Human Rights Watch urged the United Nations Security Council to take steps to set up an independent and impartial investigation into human rights violations in the conduct of Israeli and Palestinian security forces in the clashes that have claimed nearly eighty lives in just over a week. The high proportion of civilians among those killed and badly wounded, including children and medical personnel, has led to charges of excessive and indiscriminate use of force.

What is needed is an investigation that is independent–and seen to be so," said Hanny Megally, executive director of Human Rights Watch's Middle East and North Africa division. "In circumstances like these, involving forces under separate national commands, a credible investigation must have an international dimension."

Megally noted that Prime Minister Ehud Barak, under pressure from Israeli Arab leaders, has agreed to set up an independent national commission to look into the incidents in the Galilee in which ten Israeli Arabs were killed. Megally said that the events in the West Bank and Gaza and clashes involving Israeli and, in some cases, Palestinian security forces required a different approach. He also noted that Israeli commissions of inquiry in the past -- such as the Kahan Commission set up to investigate the role of Ariel Sharon and others in the massacre of hundreds of Palestinians in the Sabra and Shatila refugee camps in 1982 and the 1987 Landau Commission that investigated the use of torture during interrogations -- issued reports but did not make public secret annexes.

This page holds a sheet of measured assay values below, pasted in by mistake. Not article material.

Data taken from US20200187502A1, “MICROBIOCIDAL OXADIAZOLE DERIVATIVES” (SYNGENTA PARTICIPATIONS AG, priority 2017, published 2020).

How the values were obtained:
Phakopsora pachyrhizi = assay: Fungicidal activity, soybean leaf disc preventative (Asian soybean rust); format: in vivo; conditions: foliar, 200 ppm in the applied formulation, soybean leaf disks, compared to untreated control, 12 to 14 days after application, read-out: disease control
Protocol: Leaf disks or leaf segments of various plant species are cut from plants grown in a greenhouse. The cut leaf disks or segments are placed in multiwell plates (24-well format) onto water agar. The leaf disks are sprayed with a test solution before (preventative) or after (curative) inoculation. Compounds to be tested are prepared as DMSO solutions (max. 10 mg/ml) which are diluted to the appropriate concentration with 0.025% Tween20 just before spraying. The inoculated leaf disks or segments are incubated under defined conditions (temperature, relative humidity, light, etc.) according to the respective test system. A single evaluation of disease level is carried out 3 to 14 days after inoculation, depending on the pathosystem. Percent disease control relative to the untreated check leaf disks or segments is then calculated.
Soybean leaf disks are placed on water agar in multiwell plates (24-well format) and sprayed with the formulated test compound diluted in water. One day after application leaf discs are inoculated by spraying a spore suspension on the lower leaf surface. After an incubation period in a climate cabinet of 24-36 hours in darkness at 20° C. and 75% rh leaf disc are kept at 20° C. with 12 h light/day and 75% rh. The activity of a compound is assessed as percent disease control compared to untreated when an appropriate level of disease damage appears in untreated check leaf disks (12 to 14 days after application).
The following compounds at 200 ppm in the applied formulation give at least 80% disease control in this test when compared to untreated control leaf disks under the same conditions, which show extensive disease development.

"The extent of mutual distrust and tension makes it unlikely that separate or even joint investigations conducted by Israeli and Palestinian authorities would lead to anything other than further recriminations," he added. Megally said that the proposed involvement of United States as a neutral third party in such an enterprise was inadequate, given the extent of U.S. political and material support for Israel.

"To be effective, such an inquiry must be thoroughly depoliticized," Megally said. He urged that such an independent panel comprise qualified individuals who would serve on the basis of their expertise and experience, rather than represent governments. Ideally this panel would include individuals who work or have worked with the U.N. human rights mechanisms, such as the Special Rapporteur on extrajudicial executions, and persons familiar with international standards of law enforcement.